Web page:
The Water-Wise Landscape Tour is coming up Saturday, June 6. This is a free garden tour that features water conserving private landscapes across Dallas, Plano and Coppell, as well as public demonstration gardens and talks. There are almost 30 gardens on this tour, including the Blue Lotus Garden seen above. Click the link above for additional information and garden photos.

Sunday, May 22, 2011

Garden Conservancy's Open Days - Dallas Part 1

The Garden Conservancy's Open Days tour of Dallas gardens was Saturday. Two of the gardens were in Oak Cliff and three were in Dallas. This post will feature the gardens in Oak Cliff and a follow up post will feature the Dallas gardens.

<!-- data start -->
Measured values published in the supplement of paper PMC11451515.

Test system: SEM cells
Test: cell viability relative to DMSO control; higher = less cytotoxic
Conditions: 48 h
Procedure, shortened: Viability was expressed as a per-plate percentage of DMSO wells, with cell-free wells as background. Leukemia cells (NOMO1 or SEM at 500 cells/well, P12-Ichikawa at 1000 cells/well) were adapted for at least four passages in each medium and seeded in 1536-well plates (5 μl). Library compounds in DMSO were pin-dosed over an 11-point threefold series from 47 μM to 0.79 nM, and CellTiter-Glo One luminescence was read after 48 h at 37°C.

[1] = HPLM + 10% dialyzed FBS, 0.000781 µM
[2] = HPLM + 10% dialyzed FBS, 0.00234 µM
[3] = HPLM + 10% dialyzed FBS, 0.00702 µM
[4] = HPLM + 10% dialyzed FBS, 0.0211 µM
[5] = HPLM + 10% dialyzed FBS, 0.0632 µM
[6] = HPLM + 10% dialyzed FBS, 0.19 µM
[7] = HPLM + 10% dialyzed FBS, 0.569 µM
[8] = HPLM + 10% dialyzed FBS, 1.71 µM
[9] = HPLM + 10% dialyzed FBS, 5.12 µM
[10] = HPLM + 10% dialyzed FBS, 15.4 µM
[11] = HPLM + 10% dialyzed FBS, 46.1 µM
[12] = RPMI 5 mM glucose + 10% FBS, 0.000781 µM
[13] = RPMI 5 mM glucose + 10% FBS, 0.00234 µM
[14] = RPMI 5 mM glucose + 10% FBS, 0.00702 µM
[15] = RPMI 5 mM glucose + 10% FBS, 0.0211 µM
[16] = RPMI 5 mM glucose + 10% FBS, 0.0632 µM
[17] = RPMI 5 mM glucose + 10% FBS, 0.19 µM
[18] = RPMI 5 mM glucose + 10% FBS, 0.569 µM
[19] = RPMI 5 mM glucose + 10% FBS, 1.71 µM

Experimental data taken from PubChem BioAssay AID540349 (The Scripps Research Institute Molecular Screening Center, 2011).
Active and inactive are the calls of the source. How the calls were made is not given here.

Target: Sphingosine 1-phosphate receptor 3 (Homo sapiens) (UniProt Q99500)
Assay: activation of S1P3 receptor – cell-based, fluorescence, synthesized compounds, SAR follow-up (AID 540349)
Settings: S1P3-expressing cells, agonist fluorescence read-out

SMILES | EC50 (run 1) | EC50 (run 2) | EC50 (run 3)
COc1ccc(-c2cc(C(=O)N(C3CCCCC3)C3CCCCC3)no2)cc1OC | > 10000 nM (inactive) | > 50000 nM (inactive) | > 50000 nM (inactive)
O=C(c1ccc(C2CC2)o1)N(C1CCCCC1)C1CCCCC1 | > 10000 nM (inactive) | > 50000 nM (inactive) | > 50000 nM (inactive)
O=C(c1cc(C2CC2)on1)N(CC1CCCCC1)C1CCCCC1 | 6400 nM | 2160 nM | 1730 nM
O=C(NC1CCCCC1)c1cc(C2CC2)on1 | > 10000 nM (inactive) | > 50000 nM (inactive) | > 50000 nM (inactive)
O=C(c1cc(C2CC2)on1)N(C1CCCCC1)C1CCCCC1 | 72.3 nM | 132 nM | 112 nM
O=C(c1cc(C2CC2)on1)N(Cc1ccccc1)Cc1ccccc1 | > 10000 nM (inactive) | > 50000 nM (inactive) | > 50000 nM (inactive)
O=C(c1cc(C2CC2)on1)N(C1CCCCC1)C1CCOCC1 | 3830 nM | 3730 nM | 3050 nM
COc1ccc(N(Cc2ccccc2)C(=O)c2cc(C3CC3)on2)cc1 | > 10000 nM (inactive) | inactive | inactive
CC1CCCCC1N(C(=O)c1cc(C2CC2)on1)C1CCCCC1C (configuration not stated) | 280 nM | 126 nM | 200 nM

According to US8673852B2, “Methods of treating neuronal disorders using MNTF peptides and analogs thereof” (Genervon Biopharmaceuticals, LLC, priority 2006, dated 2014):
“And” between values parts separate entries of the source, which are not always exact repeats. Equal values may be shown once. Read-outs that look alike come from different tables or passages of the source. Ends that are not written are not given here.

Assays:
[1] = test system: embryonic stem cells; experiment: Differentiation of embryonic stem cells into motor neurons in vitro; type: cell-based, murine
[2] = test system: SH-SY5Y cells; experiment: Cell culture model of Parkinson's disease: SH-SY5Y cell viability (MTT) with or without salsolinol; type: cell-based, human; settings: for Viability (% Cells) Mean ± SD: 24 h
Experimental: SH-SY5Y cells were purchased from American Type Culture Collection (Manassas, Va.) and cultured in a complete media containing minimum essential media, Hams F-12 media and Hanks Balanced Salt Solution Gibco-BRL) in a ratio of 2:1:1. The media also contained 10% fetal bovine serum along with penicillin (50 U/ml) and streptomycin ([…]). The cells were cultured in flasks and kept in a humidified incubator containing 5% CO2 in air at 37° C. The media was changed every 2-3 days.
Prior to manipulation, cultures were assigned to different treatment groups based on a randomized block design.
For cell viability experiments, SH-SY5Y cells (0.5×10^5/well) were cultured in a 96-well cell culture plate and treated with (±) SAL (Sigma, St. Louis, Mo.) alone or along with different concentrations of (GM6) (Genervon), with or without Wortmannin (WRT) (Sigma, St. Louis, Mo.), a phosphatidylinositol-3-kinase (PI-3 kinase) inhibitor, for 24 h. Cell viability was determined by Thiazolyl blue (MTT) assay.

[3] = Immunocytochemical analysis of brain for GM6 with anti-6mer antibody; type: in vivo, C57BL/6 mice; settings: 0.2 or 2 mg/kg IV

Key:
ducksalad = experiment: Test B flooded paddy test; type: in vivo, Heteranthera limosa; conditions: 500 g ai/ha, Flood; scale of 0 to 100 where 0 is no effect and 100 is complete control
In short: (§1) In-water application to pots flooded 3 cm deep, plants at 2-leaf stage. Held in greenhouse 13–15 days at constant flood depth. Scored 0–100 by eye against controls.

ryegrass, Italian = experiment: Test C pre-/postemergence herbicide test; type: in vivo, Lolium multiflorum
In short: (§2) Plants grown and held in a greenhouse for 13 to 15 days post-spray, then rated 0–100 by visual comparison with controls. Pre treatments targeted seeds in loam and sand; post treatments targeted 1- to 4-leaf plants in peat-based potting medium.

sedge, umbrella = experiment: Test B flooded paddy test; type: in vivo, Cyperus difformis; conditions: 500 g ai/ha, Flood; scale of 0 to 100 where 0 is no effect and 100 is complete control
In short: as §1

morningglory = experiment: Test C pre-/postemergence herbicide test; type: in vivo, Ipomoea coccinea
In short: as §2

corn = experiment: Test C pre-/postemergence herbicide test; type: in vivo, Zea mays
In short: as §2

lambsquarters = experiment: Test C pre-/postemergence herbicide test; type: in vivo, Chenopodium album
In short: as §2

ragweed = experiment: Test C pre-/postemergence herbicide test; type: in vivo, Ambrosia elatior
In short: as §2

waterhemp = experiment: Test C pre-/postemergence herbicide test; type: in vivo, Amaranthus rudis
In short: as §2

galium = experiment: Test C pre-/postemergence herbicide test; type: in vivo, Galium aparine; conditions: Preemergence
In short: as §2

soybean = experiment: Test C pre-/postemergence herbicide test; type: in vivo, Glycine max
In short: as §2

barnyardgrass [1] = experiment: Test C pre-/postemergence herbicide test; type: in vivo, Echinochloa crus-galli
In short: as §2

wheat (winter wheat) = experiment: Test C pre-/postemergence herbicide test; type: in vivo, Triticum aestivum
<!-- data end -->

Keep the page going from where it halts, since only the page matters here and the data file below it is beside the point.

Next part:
The Munsterman Garden was the first stop. According to tour materials, the owner is a garden contractor. 
The front yard features sun loving plants near the street, including Agave and purple coneflower.

Shade loving plants grow under the large trees near the house.

In the backyard this fence constructed of hog panel and cedar separated the vegetable garden from the rest of the yard. Off to the side of the vegetable garden was a chicken coop. I did not get any other pictures of the backyard because it was so full of people. A flyer on a table indicated that this house would be on the market for sale soon.

Back in the front yard, it appears the owner continued his streetside garden in front of the neighbor's house. I thought the curved copper riser for the sprinkler head was creative. 

The Row and Ramirez Garden is in the historic Kessler Park area.  

The mid-1920s house is surrounded by expansive terraced gardens. The garden is much too formal and labor intensive for my tastes, but it suits the house.

It seemed that there were miles of hedged boxwoods and dwarf yaupon hollies.